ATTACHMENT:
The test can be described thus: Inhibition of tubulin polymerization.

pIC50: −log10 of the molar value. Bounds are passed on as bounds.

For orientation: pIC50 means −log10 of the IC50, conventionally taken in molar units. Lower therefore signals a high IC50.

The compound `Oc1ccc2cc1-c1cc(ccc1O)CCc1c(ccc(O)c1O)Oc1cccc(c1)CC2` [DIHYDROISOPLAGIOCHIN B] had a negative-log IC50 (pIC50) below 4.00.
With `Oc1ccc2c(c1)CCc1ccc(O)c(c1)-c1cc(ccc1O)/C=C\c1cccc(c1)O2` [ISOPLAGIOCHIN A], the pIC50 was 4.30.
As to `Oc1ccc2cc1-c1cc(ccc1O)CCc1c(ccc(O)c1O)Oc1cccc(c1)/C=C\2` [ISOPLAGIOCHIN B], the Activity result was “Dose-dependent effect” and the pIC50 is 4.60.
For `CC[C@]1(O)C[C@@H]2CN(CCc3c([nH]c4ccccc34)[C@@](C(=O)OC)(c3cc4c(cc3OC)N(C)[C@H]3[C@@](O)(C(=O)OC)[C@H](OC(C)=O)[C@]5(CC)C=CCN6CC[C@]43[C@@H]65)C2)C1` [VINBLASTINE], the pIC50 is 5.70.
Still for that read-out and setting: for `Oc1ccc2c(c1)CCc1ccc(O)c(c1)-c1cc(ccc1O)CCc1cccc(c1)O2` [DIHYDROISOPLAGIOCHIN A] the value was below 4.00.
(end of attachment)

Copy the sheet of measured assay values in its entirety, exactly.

The test can be described thus: Inhibition of tubulin polymerization.

pIC50: −log10 of the molar value. Bounds are passed on as bounds.

For orientation: pIC50 means −log10 of the IC50, conventionally taken in molar units. Lower therefore signals a high IC50.

The compound `Oc1ccc2cc1-c1cc(ccc1O)CCc1c(ccc(O)c1O)Oc1cccc(c1)CC2` [DIHYDROISOPLAGIOCHIN B] had a negative-log IC50 (pIC50) below 4.00.
With `Oc1ccc2c(c1)CCc1ccc(O)c(c1)-c1cc(ccc1O)/C=C\c1cccc(c1)O2` [ISOPLAGIOCHIN A], the pIC50 was 4.30.
As to `Oc1ccc2cc1-c1cc(ccc1O)CCc1c(ccc(O)c1O)Oc1cccc(c1)/C=C\2` [ISOPLAGIOCHIN B], the Activity result was “Dose-dependent effect” and the pIC50 is 4.60.
For `CC[C@]1(O)C[C@@H]2CN(CCc3c([nH]c4ccccc34)[C@@](C(=O)OC)(c3cc4c(cc3OC)N(C)[C@H]3[C@@](O)(C(=O)OC)[C@H](OC(C)=O)[C@]5(CC)C=CCN6CC[C@]43[C@@H]65)C2)C1` [VINBLASTINE], the pIC50 is 5.70.
Still for that read-out and setting: for `Oc1ccc2c(c1)CCc1ccc(O)c(c1)-c1cc(ccc1O)CCc1cccc(c1)O2` [DIHYDROISOPLAGIOCHIN A] the value was below 4.00.